It was 2004 that Sony unveiled its Librie e-book reader. Technologists marveled at the clarity of the type, and most industry analysts believed it was a harbinger of a new wave of products that would revolutionize the book industry. Folks soon realized that the consumer appeal was very limited, since Sony paid little inadequate attention to the selection of books available; for the Librie it was woefully limited.
Today, Amazon’s Kindle dominates the e-reader business and the Librie is long gone. Sony does have a successor device, but it is a minor player in the fast growing global market of e-readers. What Amazon did versus Sony is they knew it wouldn’t be the hardware that drove success of the e-reader, it would be the availability of the most books, as well as a very easy-to-use interface enabled by very elegant software.
Recently you have seen a lot of press on the problems of the traditional Japanese hardware powerhouses of Sharp, Panasonic, and Sony (they collectively lost $20 billion in the past fiscal year). In general they have been beaten out in the marketplace by competitors that provided not just great hardware but also many elegant features enabled by elegant software. Also, they provided online services, and had smarter marketing. Most industry analysts believe Japan’s current weakness is due to its clinging to its traditional strength; hardware and manufacturing. In essence, clinging exclusively to that strength has been their downfall.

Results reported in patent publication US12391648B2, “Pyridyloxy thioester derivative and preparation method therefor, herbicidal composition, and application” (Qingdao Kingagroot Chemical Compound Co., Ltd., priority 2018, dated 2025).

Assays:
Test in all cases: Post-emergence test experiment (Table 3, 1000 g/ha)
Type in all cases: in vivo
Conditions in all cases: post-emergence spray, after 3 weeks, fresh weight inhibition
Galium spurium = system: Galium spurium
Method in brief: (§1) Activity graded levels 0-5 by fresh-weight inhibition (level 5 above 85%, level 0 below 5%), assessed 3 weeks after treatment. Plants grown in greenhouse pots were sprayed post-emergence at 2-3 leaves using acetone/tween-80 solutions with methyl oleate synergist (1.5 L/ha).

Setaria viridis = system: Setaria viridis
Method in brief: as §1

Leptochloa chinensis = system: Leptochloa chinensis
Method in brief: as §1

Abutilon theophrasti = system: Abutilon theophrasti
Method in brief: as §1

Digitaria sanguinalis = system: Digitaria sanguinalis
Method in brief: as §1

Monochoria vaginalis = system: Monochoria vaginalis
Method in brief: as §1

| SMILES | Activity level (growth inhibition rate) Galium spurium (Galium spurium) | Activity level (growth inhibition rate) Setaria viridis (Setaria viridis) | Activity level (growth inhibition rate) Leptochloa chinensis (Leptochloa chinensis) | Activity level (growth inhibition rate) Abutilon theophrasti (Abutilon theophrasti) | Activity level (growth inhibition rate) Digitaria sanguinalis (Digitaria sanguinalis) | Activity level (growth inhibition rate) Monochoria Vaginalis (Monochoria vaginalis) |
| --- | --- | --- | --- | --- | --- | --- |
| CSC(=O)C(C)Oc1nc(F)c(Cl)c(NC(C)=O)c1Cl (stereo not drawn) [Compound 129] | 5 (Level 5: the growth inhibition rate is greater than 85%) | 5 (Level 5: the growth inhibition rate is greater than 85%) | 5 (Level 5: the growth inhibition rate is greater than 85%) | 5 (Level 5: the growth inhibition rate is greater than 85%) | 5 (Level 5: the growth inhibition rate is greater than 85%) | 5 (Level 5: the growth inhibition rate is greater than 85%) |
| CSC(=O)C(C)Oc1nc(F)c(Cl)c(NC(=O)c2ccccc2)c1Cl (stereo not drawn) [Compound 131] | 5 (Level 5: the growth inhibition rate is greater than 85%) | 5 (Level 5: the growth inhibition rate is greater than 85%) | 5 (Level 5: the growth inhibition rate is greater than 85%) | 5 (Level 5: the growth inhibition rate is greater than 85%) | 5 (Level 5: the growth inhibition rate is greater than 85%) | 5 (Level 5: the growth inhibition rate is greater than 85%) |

What do you do to avoid being seduced by your strength? Here are a few ideas:
Be Paranoid: Andy Grove of Intel was right; only the paranoid survive. Focus on what can go wrong, or is wrong.
Beware of Experience: The longer a person is involved in one area, and gains deep experience in that area, the less chance that person has of being adequately paranoid or of being highly creative about new approaches
Protect Your Change Agents/Innovators: Most people are threatened by change and can think of endless reasons why efforts should be watered-down or put aside in favor of the status quo.
The Customer Is the Judge: Remember, you work is only as good as the receiver of the work (the customer) thinks good things.